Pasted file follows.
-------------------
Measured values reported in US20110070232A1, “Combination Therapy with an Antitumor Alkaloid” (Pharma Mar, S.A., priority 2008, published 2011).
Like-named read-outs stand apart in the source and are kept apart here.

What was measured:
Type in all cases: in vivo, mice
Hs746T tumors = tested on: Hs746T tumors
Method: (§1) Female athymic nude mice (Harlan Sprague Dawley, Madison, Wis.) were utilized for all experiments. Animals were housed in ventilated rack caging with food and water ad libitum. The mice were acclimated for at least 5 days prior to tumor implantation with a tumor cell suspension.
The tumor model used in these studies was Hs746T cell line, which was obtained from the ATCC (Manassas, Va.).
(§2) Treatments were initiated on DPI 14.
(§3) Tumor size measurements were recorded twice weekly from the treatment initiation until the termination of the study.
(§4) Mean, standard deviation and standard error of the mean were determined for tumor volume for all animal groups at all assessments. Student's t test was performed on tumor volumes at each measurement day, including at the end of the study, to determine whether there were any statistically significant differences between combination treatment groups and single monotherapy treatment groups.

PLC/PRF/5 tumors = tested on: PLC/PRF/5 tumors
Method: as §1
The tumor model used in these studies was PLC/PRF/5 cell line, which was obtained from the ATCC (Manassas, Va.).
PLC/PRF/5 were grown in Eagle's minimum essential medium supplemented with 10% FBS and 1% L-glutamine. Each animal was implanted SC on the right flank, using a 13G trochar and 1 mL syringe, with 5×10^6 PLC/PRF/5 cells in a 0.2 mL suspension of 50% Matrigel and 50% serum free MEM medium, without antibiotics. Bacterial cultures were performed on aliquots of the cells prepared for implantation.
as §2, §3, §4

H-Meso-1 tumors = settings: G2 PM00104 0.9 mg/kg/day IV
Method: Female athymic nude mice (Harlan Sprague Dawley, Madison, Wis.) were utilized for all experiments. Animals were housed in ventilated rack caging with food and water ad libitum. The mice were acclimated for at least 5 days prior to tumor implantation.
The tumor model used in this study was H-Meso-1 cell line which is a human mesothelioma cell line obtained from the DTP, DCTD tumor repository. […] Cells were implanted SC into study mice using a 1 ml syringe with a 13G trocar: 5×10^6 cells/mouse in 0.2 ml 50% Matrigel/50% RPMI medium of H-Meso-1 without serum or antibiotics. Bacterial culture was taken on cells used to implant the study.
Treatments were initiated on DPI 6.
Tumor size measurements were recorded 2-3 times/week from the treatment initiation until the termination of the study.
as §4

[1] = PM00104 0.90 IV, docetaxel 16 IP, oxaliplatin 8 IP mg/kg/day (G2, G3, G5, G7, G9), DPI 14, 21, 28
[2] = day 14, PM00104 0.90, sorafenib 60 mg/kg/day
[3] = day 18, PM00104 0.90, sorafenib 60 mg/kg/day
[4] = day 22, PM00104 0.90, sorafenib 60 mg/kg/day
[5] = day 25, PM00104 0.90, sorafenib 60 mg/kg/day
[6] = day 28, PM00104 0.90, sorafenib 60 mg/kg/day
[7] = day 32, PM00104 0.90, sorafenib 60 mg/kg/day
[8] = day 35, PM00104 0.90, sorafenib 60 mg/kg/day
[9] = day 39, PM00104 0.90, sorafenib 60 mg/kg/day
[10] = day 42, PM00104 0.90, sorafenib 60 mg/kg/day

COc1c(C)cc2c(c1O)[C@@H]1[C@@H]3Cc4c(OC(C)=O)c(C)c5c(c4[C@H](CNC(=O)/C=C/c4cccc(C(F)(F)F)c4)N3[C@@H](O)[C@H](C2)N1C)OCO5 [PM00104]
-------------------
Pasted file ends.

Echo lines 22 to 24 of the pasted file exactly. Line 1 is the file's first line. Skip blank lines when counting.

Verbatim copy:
[1] = PM00104 0.90 IV, docetaxel 16 IP, oxaliplatin 8 IP mg/kg/day (G2, G3, G5, G7, G9), DPI 14, 21, 28
[2] = day 14, PM00104 0.90, sorafenib 60 mg/kg/day
[3] = day 18, PM00104 0.90, sorafenib 60 mg/kg/day